Does managed coastal realignment create saltmarshes with ‘equivalent biological characteristics’ to natural reference sites?
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- Coastal saltmarshes provide distinctive biodiversity and important ecosystem services, including coastal defence, supporting fisheries and nutrient cycling. However, c. 50% of the world's coastal marshes are degraded or have been lost, with losses continuing. In both Europe and North America, there is a legal requirement to create habitats to substitute for losses. How well do created habitats replicate natural salt marshes?
- We compared plant communities and environmental characteristics of 18 deliberately realigned (managed realignment, MR - between 1 and 14 years old), 17 accidentally realigned (AR, 25–131 years old) sites with those on 34 natural reference saltmarshes in the UK.
- Halophytic species colonized individual realignment sites rapidly, attaining species richness similar to nearby reference marshes after 1 year. Nevertheless, the community composition of MR sites was significantly different from reference sites, with early-successional species remaining dominant, even on the high marsh.
- The dominance of pioneer species on the low and mid-marsh may be because, at the same elevation, sediments were less oxygenated than on reference sites. Sediments were well oxygenated on the high marsh, but were often drier than on natural marshes.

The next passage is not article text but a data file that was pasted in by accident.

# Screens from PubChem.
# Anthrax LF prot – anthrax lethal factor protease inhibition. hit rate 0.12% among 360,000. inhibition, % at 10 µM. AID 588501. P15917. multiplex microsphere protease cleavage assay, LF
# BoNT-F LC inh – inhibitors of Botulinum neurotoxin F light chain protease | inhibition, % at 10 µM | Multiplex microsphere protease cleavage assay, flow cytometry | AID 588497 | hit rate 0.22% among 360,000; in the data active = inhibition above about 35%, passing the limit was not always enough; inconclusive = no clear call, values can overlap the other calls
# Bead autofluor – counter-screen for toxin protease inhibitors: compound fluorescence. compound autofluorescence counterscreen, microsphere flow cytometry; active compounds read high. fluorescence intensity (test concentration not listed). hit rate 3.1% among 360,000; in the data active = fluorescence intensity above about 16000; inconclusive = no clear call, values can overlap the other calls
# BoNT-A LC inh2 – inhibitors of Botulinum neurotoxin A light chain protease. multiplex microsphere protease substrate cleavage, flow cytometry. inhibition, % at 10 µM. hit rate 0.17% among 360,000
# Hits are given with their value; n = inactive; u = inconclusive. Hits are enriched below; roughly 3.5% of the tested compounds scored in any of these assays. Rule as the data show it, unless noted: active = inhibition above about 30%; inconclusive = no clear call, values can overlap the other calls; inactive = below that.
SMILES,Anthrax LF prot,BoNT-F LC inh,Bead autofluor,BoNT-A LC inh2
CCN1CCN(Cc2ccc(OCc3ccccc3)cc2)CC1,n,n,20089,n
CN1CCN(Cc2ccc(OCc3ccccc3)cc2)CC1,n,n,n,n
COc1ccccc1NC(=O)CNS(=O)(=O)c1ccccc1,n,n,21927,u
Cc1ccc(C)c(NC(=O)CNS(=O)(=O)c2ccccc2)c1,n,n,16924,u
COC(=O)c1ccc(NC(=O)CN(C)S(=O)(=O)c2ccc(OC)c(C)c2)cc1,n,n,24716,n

- Overall community composition of AR marshes was not significantly different to reference marshes, but the characteristic perennials Limonium vulgare, Triglochin maritima, Plantago maritima and Armeria maritima remained relatively rare. In contrast, the shrub Atriplex portulacoides was more abundant, and its growth form may inhibit or delay colonization by other species.
- Synthesis and applications. Marshes created by managed realignment do not satisfy the requirements of the EU Habitats Directive. Adherence to the Directive might be improved by additional management interventions, such as manipulation of topographic heterogeneity or planting of mid- and upper-marsh species. However, given the inherent variation in natural saltmarshes and projected environmental change, policies that require exact equivalence at individual sites may be unachievable. More realistic goals might require minimum levels of a range of ecosystem functions on a broader scale, across catchments or regions.